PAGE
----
Redirect: “Maintaining Space” from The Maintainers Blog


A resident cleans a corridor in the abandoned convent known as Gesu, in Brussels April 18, 2013. Some 160 squatters including 60 children may face expulsion in Brussels when a 90-million-euro project by a Swiss developer to turn their dwellings into a luxury hotel and apartments gets the go ahead. Only a few metro stops from the European institutions and the city's touristic highlights, the Gesu church and convent have remained vacant for decades and were bought by Swiss developer Rosebud Heritage in 2007, who agreed that the property could be used as a squat until the works started. Most of the residents of the squat are immigrants coming from the Czech Republic, Spain, Brazil and Morocco, looking to settle in Belgium. Some families have lived in Belgium for many years and some have stayed in the squat for months. With monthly rents at the squat currently at about 25 euros per adult, it is unlikely that the current residents will be able to move into the new apartments once they are completed. Picture taken April 18, 2013. REUTERS/Yves Herman (BELGIUM - Tags: SOCIETY POVERTY REAL ESTATE BUSINESS IMMIGRATION) - RTX118GJ

A resident cleans a corridor in the abandoned convent known as Gesu, in Brussels April 18, 2013. Some 160 squatters including 60 children may face expulsion in Brussels when a 90-million-euro project by a Swiss developer to turn their dwellings into a luxury hotel and apartments gets the go ahead. Only a few metro stops from the European institutions and the city’s touristic highlights, the Gesu church and convent have remained vacant for decades and were bought by Swiss developer Rosebud Heritage in 2007, who agreed that the property could be used as a squat until the works started. Most of the residents of the squat are immigrants coming from the Czech Republic, Spain, Brazil and Morocco, looking to settle in Belgium. Some families have lived in Belgium for many years and some have stayed in the squat for months. With monthly rents at the squat currently at about 25 euros per adult, it is unlikely that the current residents will be able to move into the new apartments once they are completed. Picture taken April 18, 2013. REUTERS/Yves Herman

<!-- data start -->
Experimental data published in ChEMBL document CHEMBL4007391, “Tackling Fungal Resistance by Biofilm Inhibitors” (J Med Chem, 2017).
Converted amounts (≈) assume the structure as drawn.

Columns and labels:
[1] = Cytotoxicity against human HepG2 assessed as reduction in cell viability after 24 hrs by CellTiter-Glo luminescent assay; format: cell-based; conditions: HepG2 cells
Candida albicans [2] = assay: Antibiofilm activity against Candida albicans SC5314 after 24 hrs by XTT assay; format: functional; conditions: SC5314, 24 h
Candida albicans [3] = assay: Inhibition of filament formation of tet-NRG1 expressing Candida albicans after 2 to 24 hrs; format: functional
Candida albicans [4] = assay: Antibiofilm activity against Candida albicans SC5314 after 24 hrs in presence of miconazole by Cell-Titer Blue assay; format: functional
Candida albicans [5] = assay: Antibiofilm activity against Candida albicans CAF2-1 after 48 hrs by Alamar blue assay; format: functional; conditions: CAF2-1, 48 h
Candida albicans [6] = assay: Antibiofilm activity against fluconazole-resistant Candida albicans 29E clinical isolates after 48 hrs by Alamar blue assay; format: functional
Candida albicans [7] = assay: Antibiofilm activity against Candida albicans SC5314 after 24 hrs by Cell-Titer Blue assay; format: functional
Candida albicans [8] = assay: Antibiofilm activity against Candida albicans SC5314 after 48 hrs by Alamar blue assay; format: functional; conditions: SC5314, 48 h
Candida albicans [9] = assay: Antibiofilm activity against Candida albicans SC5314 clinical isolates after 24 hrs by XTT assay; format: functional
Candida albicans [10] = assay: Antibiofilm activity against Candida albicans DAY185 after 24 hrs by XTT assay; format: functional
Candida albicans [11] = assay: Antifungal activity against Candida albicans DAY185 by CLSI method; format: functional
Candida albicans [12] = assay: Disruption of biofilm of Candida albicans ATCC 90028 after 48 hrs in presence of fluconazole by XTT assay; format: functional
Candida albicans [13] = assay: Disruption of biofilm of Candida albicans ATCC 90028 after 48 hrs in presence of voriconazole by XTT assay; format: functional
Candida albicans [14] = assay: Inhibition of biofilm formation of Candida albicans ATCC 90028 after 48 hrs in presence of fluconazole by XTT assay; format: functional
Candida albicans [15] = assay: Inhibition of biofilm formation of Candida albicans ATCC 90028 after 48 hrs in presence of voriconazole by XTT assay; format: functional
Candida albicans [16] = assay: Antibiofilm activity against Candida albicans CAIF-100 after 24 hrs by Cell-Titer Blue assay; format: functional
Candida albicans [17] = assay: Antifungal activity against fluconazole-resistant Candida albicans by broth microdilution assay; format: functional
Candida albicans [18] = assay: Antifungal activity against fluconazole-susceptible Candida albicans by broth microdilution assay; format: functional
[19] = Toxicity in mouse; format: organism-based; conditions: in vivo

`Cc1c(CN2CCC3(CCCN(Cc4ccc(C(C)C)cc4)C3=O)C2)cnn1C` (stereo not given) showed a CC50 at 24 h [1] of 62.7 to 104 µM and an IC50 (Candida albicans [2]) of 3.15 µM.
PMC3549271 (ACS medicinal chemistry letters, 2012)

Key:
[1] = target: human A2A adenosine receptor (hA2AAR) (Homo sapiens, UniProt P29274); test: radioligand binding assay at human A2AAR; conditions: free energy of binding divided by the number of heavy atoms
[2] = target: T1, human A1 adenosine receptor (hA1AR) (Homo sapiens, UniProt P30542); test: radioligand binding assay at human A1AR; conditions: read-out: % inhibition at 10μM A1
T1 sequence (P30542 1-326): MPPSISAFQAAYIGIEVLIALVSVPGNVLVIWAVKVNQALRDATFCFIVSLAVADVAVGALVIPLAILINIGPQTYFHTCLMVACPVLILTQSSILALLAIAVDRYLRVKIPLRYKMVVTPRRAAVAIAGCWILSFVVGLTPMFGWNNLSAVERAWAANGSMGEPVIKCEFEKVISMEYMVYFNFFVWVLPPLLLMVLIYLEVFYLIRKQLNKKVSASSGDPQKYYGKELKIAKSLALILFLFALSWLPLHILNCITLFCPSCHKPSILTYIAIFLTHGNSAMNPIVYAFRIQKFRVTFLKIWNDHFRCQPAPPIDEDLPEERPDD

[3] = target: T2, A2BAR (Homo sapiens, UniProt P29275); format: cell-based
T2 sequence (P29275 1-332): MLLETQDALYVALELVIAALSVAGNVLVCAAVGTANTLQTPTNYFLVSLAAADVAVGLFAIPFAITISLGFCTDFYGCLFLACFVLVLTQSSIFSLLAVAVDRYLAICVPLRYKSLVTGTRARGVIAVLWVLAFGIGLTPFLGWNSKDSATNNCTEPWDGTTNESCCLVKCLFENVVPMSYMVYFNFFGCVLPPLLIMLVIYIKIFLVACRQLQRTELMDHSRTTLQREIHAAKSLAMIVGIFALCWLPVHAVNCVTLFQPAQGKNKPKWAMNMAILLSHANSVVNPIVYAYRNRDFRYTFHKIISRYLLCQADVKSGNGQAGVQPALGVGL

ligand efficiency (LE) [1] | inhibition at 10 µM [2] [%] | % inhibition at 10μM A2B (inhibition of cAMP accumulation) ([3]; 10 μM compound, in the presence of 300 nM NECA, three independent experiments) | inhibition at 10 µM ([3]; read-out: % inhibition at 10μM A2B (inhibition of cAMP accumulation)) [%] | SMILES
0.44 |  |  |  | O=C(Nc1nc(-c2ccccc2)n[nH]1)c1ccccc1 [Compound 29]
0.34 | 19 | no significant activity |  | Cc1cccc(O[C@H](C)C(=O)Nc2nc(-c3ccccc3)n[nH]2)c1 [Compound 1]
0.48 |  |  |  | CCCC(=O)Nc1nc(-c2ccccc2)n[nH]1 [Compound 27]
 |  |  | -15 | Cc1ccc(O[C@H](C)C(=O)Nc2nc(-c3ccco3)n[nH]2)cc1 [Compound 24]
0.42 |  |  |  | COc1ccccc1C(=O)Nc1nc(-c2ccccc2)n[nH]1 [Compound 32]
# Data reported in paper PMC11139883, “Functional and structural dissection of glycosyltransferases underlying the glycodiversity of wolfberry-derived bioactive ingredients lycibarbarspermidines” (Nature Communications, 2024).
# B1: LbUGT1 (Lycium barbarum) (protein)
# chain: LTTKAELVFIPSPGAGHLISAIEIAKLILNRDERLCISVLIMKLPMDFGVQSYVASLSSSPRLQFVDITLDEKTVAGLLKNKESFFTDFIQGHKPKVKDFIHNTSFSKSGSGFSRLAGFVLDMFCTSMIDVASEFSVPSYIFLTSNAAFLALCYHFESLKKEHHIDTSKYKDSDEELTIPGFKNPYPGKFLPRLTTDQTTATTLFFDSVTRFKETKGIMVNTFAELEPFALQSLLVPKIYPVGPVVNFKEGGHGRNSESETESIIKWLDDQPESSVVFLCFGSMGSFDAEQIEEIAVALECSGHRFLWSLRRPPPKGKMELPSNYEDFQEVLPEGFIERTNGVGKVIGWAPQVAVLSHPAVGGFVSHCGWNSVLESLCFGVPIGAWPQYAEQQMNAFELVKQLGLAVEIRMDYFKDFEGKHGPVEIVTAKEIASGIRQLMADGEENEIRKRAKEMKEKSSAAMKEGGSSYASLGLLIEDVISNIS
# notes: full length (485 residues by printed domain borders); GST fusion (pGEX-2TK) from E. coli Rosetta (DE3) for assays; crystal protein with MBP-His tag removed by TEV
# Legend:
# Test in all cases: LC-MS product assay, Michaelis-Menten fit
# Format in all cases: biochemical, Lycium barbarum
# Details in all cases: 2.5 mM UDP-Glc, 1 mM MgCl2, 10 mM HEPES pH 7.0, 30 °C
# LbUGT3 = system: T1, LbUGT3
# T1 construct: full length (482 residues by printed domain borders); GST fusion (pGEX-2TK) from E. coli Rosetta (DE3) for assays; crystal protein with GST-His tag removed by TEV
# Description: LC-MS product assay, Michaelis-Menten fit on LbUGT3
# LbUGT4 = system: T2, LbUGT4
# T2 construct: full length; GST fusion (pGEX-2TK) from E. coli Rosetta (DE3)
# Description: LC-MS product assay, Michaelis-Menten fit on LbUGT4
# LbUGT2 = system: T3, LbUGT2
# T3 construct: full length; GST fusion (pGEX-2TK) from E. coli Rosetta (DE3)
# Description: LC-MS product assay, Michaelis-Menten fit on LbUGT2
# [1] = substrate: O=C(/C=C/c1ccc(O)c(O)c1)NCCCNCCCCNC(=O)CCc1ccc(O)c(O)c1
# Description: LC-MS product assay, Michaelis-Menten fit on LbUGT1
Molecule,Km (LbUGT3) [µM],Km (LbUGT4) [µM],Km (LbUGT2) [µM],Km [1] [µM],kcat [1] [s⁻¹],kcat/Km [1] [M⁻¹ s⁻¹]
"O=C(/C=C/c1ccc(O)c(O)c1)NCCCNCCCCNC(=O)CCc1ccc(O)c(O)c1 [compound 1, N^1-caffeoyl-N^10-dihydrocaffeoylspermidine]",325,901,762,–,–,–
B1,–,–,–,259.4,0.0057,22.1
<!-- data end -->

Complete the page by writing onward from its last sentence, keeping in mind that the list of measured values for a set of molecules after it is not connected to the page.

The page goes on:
In the first part of April 2016 I participated in a fascinating conference with the title, “The Maintainers,” held at Stevens Institute of Technology in Hoboken, New Jersey. The premise was simple, but enormously understudied. As a society we celebrate “innovators” and “innovation.” At the same time, most of what we do, at least in the context of technology, is not innovative. It is mostly about maintaining what already exists. Perhaps we should focus scholarly attention on that. The presentations discussed various aspects of maintenance in the history of technology.

The conference drew a great attendance, and received some notice from the local media. Laura Bliss wrote a story about the conference, and its premise, in Citylab.com. It may be found here. Lee Vinsel, a co-organizer of the conference, is quoted in the story as saying that the emphasis on innovation is misplaced: “In a culture where we forget about things like crumbling infrastructure and wage inequality, those narratives about technological change can be really dangerous.”

The conference has generated enough interest for Vinsel to create a blog as a means of communicating about this issue. On April 26, the first substantive post on the Maintainers Blog was published. Historian Yulia Frumer writes about “Maintaining Space” (in Japan) here. Enjoy.

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